I mentioned in a previous story that Bridge showrunner, Hans Rosenfeldt, has been a busy fellow recently, launching the third series of The Bridge in his native Sweden and across Europe, starting the process of his new British-based crime drama, Marcella, for ITV, and now launching The Bridge III in the UK. Rosenfeldt was present – alongside stars Sofia Helin and Dag Malmberg, as well as producer Anders Landström – for a screening and a Q&A in London yesterday afternoon. So were we.
This third series is only a few weeks away, and the excitement is pretty palpable here in Killing Times Towers. (We don’t actually have towers.) What we know and what we’ve seen is pretty much shown is the first few minutes – a couple of construction workers find a strange scene on one of their sites, a shell of a building in Malmö. On one floor, and in the harsh glare of spotlights, a family tableau has been carefully created. There are three mannequins – one man, one girl and one boy – sat around a table. They all have clown-style smiles painted onto their faces. The ‘family’ has been completed with an actual human, albeit a dead one. This murder victim is Danish woman Helle Anker, a prominent gay LGBT campaigner. There seems to lay the motive, and indeed Rosenfeldt’s theme for the series. We’ve seen him tackle some of Scandinavia’s hottest political and cultural issues in past series, and gender neutrality and social constraints in this area are seemingly the ones he’s chosen to explore in series three.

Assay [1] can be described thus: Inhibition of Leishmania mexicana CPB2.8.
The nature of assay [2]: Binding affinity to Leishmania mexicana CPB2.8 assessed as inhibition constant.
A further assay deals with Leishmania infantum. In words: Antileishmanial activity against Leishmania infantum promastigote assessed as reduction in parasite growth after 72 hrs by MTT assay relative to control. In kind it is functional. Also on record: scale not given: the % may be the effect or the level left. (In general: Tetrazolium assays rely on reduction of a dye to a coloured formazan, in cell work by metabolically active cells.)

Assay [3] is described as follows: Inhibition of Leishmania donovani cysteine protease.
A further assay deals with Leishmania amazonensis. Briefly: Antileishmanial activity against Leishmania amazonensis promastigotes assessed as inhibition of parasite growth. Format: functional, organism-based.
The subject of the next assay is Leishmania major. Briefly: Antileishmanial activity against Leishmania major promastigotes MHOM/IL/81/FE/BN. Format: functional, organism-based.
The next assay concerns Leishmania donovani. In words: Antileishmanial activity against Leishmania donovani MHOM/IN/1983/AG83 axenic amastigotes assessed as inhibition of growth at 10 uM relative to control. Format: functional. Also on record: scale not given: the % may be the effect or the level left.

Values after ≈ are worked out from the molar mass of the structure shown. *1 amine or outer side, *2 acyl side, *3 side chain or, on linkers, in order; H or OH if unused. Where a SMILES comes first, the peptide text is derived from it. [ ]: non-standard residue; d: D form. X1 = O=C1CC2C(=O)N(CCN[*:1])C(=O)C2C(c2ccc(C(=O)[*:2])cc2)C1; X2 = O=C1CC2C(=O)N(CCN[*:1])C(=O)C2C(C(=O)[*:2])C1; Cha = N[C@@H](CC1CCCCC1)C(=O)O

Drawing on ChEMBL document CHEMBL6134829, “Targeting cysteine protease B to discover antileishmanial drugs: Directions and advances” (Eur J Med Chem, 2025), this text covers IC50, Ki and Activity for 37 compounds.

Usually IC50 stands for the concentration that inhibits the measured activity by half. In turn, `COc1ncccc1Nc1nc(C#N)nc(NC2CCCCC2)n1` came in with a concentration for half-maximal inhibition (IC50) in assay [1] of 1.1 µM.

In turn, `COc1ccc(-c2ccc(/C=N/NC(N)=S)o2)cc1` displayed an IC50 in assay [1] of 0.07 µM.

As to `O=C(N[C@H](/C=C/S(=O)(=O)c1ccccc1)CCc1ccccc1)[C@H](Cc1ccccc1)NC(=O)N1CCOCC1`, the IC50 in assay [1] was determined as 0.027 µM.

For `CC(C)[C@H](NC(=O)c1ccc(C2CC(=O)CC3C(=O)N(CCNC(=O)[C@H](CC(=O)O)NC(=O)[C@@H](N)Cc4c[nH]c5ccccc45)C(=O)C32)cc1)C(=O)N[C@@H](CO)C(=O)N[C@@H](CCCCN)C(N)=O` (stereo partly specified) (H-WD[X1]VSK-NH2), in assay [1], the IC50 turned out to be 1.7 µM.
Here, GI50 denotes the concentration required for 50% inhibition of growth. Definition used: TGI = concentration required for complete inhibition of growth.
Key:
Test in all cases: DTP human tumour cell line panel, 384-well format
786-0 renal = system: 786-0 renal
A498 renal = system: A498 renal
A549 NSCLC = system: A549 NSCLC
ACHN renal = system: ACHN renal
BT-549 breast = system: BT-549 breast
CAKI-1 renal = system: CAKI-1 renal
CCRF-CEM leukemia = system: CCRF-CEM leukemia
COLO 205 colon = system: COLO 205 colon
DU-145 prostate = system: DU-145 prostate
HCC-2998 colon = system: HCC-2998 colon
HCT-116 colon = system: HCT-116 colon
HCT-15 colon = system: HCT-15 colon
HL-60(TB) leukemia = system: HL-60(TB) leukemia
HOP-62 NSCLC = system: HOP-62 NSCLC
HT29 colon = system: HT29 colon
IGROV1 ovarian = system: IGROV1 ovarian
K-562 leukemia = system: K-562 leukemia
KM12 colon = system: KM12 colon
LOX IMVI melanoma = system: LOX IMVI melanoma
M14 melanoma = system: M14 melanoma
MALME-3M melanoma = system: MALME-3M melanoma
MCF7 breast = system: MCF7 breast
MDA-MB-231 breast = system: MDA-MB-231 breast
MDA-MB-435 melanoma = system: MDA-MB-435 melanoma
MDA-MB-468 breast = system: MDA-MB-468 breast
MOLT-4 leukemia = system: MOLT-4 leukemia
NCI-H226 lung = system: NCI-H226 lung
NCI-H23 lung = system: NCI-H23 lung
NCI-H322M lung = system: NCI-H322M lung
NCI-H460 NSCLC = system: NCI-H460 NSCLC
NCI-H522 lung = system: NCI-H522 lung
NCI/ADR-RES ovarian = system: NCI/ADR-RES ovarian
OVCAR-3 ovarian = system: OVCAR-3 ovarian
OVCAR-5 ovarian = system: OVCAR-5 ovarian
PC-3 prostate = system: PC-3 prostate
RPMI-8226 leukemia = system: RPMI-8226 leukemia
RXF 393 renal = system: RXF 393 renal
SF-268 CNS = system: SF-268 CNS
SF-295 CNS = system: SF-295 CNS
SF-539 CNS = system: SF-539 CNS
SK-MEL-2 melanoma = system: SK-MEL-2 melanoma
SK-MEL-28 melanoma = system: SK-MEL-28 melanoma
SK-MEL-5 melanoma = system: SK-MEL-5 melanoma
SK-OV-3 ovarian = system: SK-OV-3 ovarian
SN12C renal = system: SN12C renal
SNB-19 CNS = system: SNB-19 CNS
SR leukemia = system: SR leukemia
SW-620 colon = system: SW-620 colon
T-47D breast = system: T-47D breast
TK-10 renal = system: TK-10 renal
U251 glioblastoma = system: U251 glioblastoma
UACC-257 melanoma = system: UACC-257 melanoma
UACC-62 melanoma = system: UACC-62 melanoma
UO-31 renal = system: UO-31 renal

Once that Witnesses-style set-up is finished (don’t worry, it moves on, quickly), it’s time for THAT music. And then Saga, in THAT Porsche.
And suddenly we’re back into The Bridge.
All the familiar accoutrements are present, which allow us to slip back into it like a glove. And then there is, of course, Saga Norén, and it’s great to see her back on-screen again, striding around in her leather trousers, changing her shirt in the middle of the office and straightaway admonishing everyone in sight for either not working hard enough or well, just not being on her wavelength, all the while giving them the patented quizzical Saga look.
One person who isn’t there is Martin Rohde. Except he is, in a certain way. His presence is felt throughout the episode as Saga, Hans and Saga’s new Danish partner, Hanne, all talk about him.
I think I can speak for everyone else when I say that the show’s fanbase was extremely apprehensive when the news broke that Kim Bodnia would not be back as Martin. Saga and Martin were, without doubt, the best televisual police pairing of the past 20 years. No question. But as the episode unfolded, Martin wasn’t exactly forgotten, but it felt that this new story – and new characters – was a fresh start and allowed Rosenfeldt to really concentrate on Saga: why she is what she is, how she came to be what she is and what her past contains.
This is a testament to Helin’s fine acting and Rosenfeldt’s fine writing that by the end of the episode Martin hasn’t been missed nearly as much as I thought he would. This may change over the course of the series, but this first episode was about Saga and her unraveling mental illness and her past coming back to confront her.
If series two felt like it veered away from the tried-and-trusted murder procedural, this was certainly back on more familiar ground, and absolutely bang on form. And while we’ll miss Martin, I can’t wait to find out more about Saga and all the other seemingly disparate story strands and characters Rosenfeldt introduced in this first, gripping episode.